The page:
Alleys

Alleys


London’s Alleys: Doughty Mews, WC1

A charming mews running riot with plants and old former housing for horses and servants just around the corner from the Charles Dickens Museum.

London’s Alleys: Swallow Passage, W1

This is a narrow alley right next to Oxford Circus that is soon to vanish, replaced by a new property development.

London’s Alleys: Barbon Close, WC1

This is covered passage next to a beautifully restored Georgian house opposite Great Ormond Street hospital.

London’s Alleys: Adam’s Court, EC2

This is a surprisingly large open space right in the heart of the City that you would only discover by passing through covered arches.

London’s Alleys: Wilder Walk, W1

This is a new alley next to Piccadilly Circus caused by a recent redevelopment of the Regent Palace Hotel, and it’s not a restoration of an old alley, it’s entirely new.

London’s Alleys: Peto Place, NW1

This is a private looking cobbled* passage leading behind the grand frontages of the Regents Park buildings. The passage itself isn’t that notable, posh, clean and functional, but the buildings though, they tell a story.

London’s Alleys: Primrose Hill, EC4

This alley is a lingering remnant of a much longer passage that used to run all the way up to Fleet Street.

London’s Alleys: Brabant Court, EC3

This is a chaming litle cobbled courtyard next to the Walkie Talkie skyscraper, that contains one of the few surviving  Georgian buildings in the City of London.

London’s Alleys: Pinner’s Passage, EC2

This is a very modern looking, and very modern existing alley that can be found opposite the former NatWest Tower, now Tower 42.

Tickets Alert: Virtual tours of a London space observatory

The UK’s largest reflector telescope can be found, surprisingly, in North London, and while the lockdown carries on, they’re starting a series of virtual tours of the observatory.

London’s Alleys: Great St Thomas Apostle, EC4

A narrow lane near Cannon Street that’s the site of a church destroyed in the Great Fire of London.

London’s Alleys: Pied Bull Yard, WC1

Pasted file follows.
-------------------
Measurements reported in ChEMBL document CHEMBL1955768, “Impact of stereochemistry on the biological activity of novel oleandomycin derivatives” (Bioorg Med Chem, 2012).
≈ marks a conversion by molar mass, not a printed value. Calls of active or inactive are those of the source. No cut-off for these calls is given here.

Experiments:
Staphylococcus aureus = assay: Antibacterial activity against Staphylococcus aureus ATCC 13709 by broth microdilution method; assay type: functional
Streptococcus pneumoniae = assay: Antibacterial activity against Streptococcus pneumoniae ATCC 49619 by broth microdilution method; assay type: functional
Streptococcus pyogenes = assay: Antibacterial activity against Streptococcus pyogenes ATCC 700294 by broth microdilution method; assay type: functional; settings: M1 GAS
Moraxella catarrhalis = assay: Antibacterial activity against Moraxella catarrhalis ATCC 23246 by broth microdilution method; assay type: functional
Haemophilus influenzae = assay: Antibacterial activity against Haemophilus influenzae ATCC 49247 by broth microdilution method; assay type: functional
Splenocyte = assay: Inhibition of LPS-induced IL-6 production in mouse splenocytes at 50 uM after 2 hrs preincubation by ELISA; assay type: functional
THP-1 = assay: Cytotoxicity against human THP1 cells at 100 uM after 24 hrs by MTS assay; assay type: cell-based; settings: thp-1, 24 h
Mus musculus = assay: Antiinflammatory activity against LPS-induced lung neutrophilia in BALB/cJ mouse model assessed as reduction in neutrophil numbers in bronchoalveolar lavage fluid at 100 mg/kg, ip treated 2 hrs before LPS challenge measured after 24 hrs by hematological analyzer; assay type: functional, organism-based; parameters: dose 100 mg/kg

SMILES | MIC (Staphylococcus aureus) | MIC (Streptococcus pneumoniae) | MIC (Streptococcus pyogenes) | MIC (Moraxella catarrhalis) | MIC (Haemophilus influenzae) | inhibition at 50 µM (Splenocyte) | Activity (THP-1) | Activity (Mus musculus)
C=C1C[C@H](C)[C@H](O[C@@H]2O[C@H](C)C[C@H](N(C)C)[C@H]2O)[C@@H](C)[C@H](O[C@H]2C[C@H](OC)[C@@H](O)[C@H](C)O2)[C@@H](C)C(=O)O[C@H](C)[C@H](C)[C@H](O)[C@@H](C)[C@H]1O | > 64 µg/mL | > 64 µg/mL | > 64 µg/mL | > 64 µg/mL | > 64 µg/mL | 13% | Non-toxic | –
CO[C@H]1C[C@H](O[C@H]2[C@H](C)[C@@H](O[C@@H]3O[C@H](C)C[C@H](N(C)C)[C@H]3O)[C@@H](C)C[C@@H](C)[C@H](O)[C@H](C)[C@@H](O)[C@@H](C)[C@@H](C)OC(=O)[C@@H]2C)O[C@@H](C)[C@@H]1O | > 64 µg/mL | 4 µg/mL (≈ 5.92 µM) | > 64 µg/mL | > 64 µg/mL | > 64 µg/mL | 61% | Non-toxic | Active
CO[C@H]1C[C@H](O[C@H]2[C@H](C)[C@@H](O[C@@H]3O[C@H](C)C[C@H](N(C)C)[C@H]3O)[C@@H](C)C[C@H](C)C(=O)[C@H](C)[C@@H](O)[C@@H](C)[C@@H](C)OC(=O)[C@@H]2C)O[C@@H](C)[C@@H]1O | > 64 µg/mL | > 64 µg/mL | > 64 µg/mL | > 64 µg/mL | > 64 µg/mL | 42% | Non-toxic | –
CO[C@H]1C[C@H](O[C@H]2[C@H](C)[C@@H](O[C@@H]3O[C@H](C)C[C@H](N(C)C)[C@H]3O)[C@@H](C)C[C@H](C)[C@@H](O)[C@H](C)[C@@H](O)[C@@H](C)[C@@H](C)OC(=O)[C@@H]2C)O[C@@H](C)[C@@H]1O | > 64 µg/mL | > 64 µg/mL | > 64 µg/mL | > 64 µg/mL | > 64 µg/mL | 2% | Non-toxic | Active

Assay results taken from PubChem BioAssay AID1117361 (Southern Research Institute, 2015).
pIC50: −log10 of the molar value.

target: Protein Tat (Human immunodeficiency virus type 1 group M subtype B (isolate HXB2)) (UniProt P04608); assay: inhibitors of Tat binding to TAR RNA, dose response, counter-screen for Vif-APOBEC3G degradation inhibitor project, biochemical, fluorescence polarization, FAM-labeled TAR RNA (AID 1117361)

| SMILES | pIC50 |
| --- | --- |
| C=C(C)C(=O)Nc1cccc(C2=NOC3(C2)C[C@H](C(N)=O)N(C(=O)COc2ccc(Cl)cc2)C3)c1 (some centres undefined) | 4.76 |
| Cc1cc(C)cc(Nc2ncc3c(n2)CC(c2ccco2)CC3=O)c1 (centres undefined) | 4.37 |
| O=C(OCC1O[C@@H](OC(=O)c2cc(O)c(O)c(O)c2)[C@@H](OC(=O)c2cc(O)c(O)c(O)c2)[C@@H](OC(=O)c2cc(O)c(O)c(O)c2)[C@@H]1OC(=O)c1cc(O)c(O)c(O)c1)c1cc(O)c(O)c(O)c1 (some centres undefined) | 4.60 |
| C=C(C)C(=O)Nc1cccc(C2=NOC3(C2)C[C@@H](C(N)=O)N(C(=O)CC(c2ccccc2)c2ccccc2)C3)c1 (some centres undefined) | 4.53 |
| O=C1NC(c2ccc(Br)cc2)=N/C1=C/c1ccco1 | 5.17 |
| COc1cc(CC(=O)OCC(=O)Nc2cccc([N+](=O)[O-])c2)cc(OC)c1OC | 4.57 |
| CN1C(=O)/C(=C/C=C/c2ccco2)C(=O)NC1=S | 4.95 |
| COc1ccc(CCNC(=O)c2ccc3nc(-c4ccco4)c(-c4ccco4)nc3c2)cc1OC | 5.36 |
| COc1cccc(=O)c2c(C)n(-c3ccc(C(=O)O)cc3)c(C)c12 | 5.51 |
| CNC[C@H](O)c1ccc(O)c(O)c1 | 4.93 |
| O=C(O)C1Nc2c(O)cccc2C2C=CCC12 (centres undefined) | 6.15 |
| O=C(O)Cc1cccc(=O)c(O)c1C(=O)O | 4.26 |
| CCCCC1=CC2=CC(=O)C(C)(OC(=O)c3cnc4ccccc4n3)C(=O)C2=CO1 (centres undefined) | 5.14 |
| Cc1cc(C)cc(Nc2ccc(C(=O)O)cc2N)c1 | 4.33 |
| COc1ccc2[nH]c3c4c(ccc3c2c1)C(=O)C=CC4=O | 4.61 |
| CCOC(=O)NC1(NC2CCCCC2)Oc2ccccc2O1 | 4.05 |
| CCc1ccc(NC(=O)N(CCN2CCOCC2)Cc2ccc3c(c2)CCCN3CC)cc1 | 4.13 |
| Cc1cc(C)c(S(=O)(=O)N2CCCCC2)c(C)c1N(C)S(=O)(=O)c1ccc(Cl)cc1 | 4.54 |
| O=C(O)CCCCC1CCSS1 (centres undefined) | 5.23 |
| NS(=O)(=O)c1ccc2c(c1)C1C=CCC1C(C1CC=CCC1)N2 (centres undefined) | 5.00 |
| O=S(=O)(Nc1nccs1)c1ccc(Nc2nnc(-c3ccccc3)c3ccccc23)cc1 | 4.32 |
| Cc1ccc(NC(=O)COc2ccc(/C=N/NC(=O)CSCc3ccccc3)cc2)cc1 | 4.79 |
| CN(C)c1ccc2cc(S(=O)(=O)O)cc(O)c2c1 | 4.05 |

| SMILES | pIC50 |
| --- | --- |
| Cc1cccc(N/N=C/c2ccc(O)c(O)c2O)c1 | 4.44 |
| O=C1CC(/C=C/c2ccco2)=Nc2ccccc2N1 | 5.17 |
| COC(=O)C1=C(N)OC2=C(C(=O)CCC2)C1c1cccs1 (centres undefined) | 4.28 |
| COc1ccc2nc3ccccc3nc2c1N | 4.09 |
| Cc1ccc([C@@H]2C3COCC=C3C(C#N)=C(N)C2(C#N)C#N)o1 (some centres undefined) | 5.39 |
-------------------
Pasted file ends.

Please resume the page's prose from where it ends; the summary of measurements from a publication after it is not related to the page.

This concealed yard next to the British Museum looks as if it’s been here for centuries, but in fact, Pied Bull Yard is barely 40 years old, or if you prefer, several hundred years old.

Faulkner’s Alley, EC1 – London’s Alleys and Passages

This is an alley that many people pass walking to and from Farringdon station with an alluringly ornate ironwork grill and gate.

London’s Alleys: Alderman’s Walk, EC2

This is an alley close to Liverpool Street station, and can be found next to St Botolph’s without Bishopsgate church, and while dating to roughly when the church was built, its notable history only starts in the 17th century.

London’s Alleys: Austin Friars Passage, EC2

This delightfully narrow alley with a Victorian tiled and arched entrance and a rare surviving ancient wall can be found in a quiet cluster of streets just moments from busy London Wall.

London’s Alleys: Clerks Place, EC3

This could be considered one of London’s newest, and widest alleys, as there’s never been an alley on this location, but in fact, there was a small alley of the same name nearby, underneath the very new large office block that destroyed it.,

London’s Alleys: Duke’s Mews, W1

This is a classic mews style alley that can be found just to the north of Oxford Street. The mews sits within an area of London known as the Portman Estate, which started being developed as housing soon after Henry

London’s Alleys: Bloomfield Place, W1

A short clean alley that’s notable for the being the site of one of London’s earliest electricity supplies, for the Grosvenor Gallery, and the substation site is still in use today.